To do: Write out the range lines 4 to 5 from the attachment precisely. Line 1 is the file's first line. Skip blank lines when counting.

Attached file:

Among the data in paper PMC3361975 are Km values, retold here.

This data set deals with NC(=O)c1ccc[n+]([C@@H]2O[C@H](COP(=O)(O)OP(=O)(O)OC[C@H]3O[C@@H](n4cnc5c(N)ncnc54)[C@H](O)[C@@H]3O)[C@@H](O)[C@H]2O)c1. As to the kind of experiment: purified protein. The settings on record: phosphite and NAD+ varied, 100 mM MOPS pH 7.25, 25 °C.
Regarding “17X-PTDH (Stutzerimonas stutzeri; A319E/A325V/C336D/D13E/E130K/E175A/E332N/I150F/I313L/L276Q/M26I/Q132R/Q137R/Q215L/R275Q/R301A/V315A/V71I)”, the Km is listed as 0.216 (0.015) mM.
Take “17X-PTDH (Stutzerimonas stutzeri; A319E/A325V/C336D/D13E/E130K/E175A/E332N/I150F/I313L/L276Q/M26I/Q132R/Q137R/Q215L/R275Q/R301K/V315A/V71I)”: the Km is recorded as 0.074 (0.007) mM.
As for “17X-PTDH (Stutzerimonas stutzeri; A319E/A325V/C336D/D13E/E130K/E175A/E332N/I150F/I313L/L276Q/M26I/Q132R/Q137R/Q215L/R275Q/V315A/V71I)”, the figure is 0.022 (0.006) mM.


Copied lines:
Take “17X-PTDH (Stutzerimonas stutzeri; A319E/A325V/C336D/D13E/E130K/E175A/E332N/I150F/I313L/L276Q/M26I/Q132R/Q137R/Q215L/R275Q/R301K/V315A/V71I)”: the Km is recorded as 0.074 (0.007) mM.
As for “17X-PTDH (Stutzerimonas stutzeri; A319E/A325V/C336D/D13E/E130K/E175A/E332N/I150F/I313L/L276Q/M26I/Q132R/Q137R/Q215L/R275Q/V315A/V71I)”, the figure is 0.022 (0.006) mM.